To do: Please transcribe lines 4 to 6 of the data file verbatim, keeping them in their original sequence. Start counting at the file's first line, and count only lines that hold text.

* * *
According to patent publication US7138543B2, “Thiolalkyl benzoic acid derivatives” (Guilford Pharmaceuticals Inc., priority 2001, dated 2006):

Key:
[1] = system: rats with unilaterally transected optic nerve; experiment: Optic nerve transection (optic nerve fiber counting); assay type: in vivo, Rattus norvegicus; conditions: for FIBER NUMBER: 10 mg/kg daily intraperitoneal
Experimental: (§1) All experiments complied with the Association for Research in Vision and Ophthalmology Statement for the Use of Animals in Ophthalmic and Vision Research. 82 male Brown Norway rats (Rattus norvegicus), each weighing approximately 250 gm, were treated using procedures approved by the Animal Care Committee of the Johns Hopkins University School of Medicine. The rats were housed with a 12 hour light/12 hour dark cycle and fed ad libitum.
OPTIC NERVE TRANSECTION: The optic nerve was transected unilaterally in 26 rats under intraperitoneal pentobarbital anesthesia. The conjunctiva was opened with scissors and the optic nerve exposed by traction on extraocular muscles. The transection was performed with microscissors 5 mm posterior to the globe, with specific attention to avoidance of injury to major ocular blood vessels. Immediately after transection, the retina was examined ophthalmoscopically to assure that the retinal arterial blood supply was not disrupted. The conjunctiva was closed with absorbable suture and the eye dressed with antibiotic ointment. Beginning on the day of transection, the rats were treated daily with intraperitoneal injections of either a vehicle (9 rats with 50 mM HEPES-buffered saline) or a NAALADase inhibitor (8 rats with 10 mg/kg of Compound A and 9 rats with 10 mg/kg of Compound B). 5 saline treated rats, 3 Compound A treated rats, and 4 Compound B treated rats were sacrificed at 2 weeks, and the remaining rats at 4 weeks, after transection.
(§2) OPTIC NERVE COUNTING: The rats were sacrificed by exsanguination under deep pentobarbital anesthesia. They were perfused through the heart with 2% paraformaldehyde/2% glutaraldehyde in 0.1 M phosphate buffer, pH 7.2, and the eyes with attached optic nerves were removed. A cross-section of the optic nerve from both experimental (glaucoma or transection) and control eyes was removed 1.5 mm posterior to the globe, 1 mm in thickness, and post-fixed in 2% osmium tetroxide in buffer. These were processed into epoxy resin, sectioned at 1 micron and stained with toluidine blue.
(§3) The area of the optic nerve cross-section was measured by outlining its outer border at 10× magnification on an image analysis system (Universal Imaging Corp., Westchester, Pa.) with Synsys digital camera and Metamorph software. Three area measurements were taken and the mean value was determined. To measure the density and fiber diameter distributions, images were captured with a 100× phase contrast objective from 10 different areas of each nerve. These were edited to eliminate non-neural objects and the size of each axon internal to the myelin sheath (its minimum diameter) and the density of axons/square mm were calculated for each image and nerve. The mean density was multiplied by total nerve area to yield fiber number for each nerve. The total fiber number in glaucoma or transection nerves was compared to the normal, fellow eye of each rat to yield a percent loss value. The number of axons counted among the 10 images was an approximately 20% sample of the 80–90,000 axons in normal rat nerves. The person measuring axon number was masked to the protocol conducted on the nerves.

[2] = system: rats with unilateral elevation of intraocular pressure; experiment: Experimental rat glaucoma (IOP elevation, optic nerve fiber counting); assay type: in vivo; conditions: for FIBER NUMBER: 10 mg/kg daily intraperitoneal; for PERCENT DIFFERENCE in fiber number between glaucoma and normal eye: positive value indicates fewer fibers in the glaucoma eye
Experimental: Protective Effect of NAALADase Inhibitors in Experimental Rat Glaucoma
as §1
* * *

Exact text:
Experimental: (§1) All experiments complied with the Association for Research in Vision and Ophthalmology Statement for the Use of Animals in Ophthalmic and Vision Research. 82 male Brown Norway rats (Rattus norvegicus), each weighing approximately 250 gm, were treated using procedures approved by the Animal Care Committee of the Johns Hopkins University School of Medicine. The rats were housed with a 12 hour light/12 hour dark cycle and fed ad libitum.
OPTIC NERVE TRANSECTION: The optic nerve was transected unilaterally in 26 rats under intraperitoneal pentobarbital anesthesia. The conjunctiva was opened with scissors and the optic nerve exposed by traction on extraocular muscles. The transection was performed with microscissors 5 mm posterior to the globe, with specific attention to avoidance of injury to major ocular blood vessels. Immediately after transection, the retina was examined ophthalmoscopically to assure that the retinal arterial blood supply was not disrupted. The conjunctiva was closed with absorbable suture and the eye dressed with antibiotic ointment. Beginning on the day of transection, the rats were treated daily with intraperitoneal injections of either a vehicle (9 rats with 50 mM HEPES-buffered saline) or a NAALADase inhibitor (8 rats with 10 mg/kg of Compound A and 9 rats with 10 mg/kg of Compound B). 5 saline treated rats, 3 Compound A treated rats, and 4 Compound B treated rats were sacrificed at 2 weeks, and the remaining rats at 4 weeks, after transection.
(§2) OPTIC NERVE COUNTING: The rats were sacrificed by exsanguination under deep pentobarbital anesthesia. They were perfused through the heart with 2% paraformaldehyde/2% glutaraldehyde in 0.1 M phosphate buffer, pH 7.2, and the eyes with attached optic nerves were removed. A cross-section of the optic nerve from both experimental (glaucoma or transection) and control eyes was removed 1.5 mm posterior to the globe, 1 mm in thickness, and post-fixed in 2% osmium tetroxide in buffer. These were processed into epoxy resin, sectioned at 1 micron and stained with toluidine blue.